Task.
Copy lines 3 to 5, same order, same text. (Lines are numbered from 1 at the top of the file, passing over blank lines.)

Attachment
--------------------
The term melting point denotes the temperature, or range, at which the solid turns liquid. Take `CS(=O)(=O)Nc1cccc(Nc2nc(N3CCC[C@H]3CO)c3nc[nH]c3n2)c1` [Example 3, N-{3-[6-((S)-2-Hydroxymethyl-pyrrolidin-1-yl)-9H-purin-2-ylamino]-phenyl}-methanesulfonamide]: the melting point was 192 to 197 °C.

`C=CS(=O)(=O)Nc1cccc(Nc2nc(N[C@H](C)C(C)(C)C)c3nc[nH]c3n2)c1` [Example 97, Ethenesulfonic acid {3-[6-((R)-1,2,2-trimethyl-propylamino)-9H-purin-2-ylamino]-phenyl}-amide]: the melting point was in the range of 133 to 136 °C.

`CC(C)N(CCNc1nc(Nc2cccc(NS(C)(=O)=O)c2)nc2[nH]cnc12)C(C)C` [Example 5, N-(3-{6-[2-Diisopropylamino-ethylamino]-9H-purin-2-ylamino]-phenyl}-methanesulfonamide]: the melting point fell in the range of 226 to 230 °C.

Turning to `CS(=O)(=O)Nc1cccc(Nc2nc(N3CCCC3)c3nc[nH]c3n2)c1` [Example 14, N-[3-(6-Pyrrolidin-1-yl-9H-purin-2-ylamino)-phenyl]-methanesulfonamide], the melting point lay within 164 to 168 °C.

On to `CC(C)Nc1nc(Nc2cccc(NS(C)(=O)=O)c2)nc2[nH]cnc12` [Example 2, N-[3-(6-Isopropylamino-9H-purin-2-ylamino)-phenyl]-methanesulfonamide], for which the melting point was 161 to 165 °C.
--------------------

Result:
`CC(C)N(CCNc1nc(Nc2cccc(NS(C)(=O)=O)c2)nc2[nH]cnc12)C(C)C` [Example 5, N-(3-{6-[2-Diisopropylamino-ethylamino]-9H-purin-2-ylamino]-phenyl}-methanesulfonamide]: the melting point fell in the range of 226 to 230 °C.

Turning to `CS(=O)(=O)Nc1cccc(Nc2nc(N3CCCC3)c3nc[nH]c3n2)c1` [Example 14, N-[3-(6-Pyrrolidin-1-yl-9H-purin-2-ylamino)-phenyl]-methanesulfonamide], the melting point lay within 164 to 168 °C.

On to `CC(C)Nc1nc(Nc2cccc(NS(C)(=O)=O)c2)nc2[nH]cnc12` [Example 2, N-[3-(6-Isopropylamino-9H-purin-2-ylamino)-phenyl]-methanesulfonamide], for which the melting point was 161 to 165 °C.